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IPO | Merged



About ARYA Sciences Acquisition

ARYA Sciences Acquisition (NASDAQ: ARYA) is a blank check company, also commonly referred to as a Special Purpose Acquisition Company, or SPAC, formed for the purpose of effecting a merger, share exchange, asset acquisition, share purchase, reorganization, or similar business combination with one or more businesses or entities.

ARYA Sciences Acquisition Headquarter Location

51 Astor Place 10th Floor

New York, New York, 10003,

United States


Latest ARYA Sciences Acquisition News

Closing out a quiet week on Wall Street, a new SPAC prices its public debut and begins the search for a biotech partner

Oct 1, 2021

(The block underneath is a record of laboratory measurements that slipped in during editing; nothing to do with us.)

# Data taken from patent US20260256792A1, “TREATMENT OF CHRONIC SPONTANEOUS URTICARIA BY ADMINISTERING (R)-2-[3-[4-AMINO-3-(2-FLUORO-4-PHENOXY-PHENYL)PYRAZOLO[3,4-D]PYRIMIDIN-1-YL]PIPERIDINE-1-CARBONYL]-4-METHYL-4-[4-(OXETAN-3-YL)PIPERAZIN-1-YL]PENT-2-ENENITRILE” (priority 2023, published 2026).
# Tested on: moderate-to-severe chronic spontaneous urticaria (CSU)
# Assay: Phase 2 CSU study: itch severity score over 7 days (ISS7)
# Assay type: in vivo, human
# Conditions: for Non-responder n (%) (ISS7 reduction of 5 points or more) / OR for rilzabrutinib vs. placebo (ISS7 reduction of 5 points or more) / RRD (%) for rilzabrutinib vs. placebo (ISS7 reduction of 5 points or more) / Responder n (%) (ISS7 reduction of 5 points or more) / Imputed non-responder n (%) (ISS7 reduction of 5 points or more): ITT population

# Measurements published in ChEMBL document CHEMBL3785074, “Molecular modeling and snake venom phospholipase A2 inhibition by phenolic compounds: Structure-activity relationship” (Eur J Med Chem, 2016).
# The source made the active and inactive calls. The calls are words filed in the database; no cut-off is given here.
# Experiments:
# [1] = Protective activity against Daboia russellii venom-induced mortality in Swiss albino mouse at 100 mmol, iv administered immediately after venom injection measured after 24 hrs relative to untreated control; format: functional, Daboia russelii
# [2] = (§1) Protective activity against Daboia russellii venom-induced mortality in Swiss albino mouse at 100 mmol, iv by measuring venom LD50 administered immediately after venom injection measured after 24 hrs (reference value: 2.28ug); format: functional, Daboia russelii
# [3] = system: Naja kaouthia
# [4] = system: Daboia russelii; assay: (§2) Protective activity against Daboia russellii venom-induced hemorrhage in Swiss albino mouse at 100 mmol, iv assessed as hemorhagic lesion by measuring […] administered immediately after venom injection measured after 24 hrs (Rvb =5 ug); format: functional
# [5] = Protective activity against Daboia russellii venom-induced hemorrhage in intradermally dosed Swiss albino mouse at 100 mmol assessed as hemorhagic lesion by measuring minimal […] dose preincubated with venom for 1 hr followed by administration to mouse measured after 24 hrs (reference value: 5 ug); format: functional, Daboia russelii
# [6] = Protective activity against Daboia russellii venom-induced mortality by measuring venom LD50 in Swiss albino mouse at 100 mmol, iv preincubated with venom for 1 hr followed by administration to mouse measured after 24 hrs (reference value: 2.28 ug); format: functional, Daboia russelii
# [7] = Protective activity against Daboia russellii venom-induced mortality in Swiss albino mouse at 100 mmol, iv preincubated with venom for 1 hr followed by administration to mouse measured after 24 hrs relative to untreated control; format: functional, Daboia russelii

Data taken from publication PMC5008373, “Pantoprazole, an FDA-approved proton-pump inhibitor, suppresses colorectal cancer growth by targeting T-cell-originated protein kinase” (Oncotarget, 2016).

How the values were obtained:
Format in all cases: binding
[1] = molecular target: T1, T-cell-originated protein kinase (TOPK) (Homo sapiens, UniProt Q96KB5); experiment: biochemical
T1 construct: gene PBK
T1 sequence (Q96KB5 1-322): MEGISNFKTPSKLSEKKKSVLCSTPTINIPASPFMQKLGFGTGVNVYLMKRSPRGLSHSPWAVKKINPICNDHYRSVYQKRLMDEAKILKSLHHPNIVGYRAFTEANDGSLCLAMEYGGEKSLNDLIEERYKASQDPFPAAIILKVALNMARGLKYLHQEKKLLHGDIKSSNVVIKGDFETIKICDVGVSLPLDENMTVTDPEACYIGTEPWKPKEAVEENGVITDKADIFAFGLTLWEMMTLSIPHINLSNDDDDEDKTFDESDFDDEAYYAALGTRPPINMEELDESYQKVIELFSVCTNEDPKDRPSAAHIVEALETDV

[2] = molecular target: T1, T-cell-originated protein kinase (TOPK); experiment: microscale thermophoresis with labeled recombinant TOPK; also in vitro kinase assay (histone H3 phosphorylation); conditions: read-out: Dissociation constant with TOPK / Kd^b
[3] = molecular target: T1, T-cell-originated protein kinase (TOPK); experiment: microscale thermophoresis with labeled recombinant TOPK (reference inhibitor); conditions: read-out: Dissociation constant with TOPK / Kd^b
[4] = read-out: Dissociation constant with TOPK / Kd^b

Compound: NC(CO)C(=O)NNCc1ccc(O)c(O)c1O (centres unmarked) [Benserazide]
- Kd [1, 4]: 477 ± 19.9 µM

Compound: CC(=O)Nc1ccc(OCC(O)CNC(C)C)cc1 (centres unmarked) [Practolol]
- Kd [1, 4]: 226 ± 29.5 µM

Nicole DeFeudis Editor Biotech’s hot run of IPO pric­ings ap­pears to be slow­ing down for the fall, with just a cou­ple of com­pa­nies mak­ing the jump to Wall Street this week. The lat­est, a SPAC called Mon­terey Bio Ac­qui­si­tion, priced 10,000 shares at $10 apiece on Thurs­day, rak­ing in a $100 mil­lion raise. The news comes rough­ly a month af­ter the blank check com­pa­ny filed its S-1 pa­pers. Run­ning the show is San­jeev Satyal, who was most re­cent­ly CEO of the biotech pH Phar­ma. The Seoul- and Sil­i­con Val­ley-based com­pa­ny is work­ing on a slate of can­di­dates across on­col­o­gy, in­flam­ma­tion, liv­er dis­ease, ge­net­ic dis­ease and oph­thal­mol­o­gy, the most ad­vanced of which is a Phase III-ready Rho ki­nase in­hibitor for glau­co­ma. Af­ter the of­fer­ing, Satyal will be left with a 1.2% stake in the com­pa­ny, ac­cord­ing to the S-1/A . Mon­terey Bio is large­ly con­trolled by the VC firm North­Star Bio Ven­tures and its man­ag­er, Sandip Pa­tel, who will own about 13% of shares af­ter the of­fer­ing. Chardan Mon­terey In­vest­ments, joint bookrun­ner on the of­fer­ing, has a rough­ly 4% piece of the pie. “Sci­en­tif­ic dis­cov­er­ies and the man­age­ment of biotech­nol­o­gy com­pa­nies are get­ting in­creas­ing­ly com­plex. Find­ing, de­vel­op­ing and launch­ing new drugs are par­tic­u­lar­ly chal­leng­ing and ex­pen­sive,” the S-1/A states. And that’s where Mon­terey thinks it can help. The SPAC says it plans on lever­ag­ing the ex­ten­sive net­work of its team — in­clud­ing some no­table board mem­bers like for­mer XO­MA CEO James Neal, and Frances Heller, who once led busi­ness de­vel­op­ment at Bris­tol My­ers Squibb — to merge with a biotech that has at least one in-house or in-li­censed pro­gram. SPAC ac­tiv­i­ty has slowed sig­nif­i­cant­ly since the first three months of this year, which saw more mon­ey flow in­to blank check com­pa­nies across all sec­tors than the en­tire­ty of 2020. But that isn’t to say there aren’t still com­pa­nies out there look­ing for part­ners. EQRx made head­lines back in Au­gust when it re­verse merged with the CM Life Sci­ences III SPAC in a mas­sive $1.8 bil­lion deal. And ear­li­er this week, Am­i­cus Ther­a­peu­tics spun out its gene ther­a­py unit, now called Car­i­tas Ther­a­peu­tics, to re­verse merge with Per­cep­tive’s fourth blank-check out­fit ARYA Sci­ences Ac­qui­si­tion Corp IV. Mon­terey Bio, which will list un­der the tick­er MTRYU, says it has a year to find a wor­thy part­ner. AUTHOR Kyle Blankenship Managing Editor GlaxoSmithKline’s R&D head Hal Barron has spent his four years on the job taking swing after swing to rejuvenate the drug giant’s pipeline after years of inertia. One of Barron’s biggest swings has now blown up in his face after a key cancer drug went down in flames in the clinic. GSK and Merck KGaA have ended their $4 billion collaboration on bintrafusp alfa, a once-promising cancer drug and the crown jewel of Barron’s pipeline rebuild efforts that has endured a spate of failures in recent months, the companies said Thursday. Keep reading Endpoints with a free subscription Unlock this story instantly and join 118,800+ biopharma pros reading Endpoints daily — and it's free. SIGN UP Zachary Brennan Senior Editor The FDA on Thursday accidentally published a notice announcing the award of a priority review voucher to rare disease drug developer Enzyvant for its new regenerative therapy for the treatment of pediatric patients with congenital athymia. The only problem? The treatment still hasn’t won FDA approval. The agency did not immediately respond to a request for comment but told other publications that the notice was published in error. The release of the PRV notice, which typically come days or weeks after an approval is announced, puzzled the company. Read More October 1, 2021 10:03 AM EDTUpdated 10:25 AM Kyle Blankenship Managing Editor Merck’s proposed buyout of Acceleron Pharma represents a major bolt-on opportunity as the drugmaker looks to a future without megablockbuster Keytruda driving sales. But one of Acceleron’s activist investors isn’t pleased with the price tag of the deal, and history says that could be bad news for the buyout. In a letter to Acceleron shareholders, Avoro Capital claimed Merck’s proposed $11.5 billion buyout at a 38% premium “drastically undervalues” the biotech, given premiums on similar deals in the recent past. Avoro owns 7% of shares in Acceleron, which has partnered with Bristol Myers Squibb on anemia drug Reblozyl and sotatercept, a Phase III candidate for rare cardio disease pulmonary arterial hypertension (PAH) that will serve as the centerpiece of the Merck acquisition. Keep reading Endpoints with a free subscription Unlock this story instantly and join 118,800+ biopharma pros reading Endpoints daily — and it's free. SIGN UP Zachary Brennan Senior Editor Omeros’ stock price fell by more than 40% in early trading Friday as the company disclosed that the FDA has found deficiencies in its application for narsoplimab as a treatment of the rare but serious blood clotting disease known as hematopoietic stem cell transplant-associated thrombotic microangiopathy (HSCT-TMA). “FDA has identified deficiencies that preclude discussion of labeling and post-marketing requirements/commitments at this time,” Omeros said in a statement. And although the FDA stated that the notification does not reflect a final decision on the information under review, these types of notifications from the FDA typically lead to CRLs. Read More Max Gelman Editor United Therapeutics has been a public company since 1999, but late Thursday the company announced it’s entering a new phase. United will become a public benefit corporation in what the company claims is the first conversion of a public biotech or pharmaceutical company to PBC, United said. The biotech noted it has previous experience in the PBC world, having run a subsidiary as a public benefit corporation for the past six years. Keep reading Endpoints with a free subscription Unlock this story instantly and join 118,800+ biopharma pros reading Endpoints daily — and it's free. SIGN UP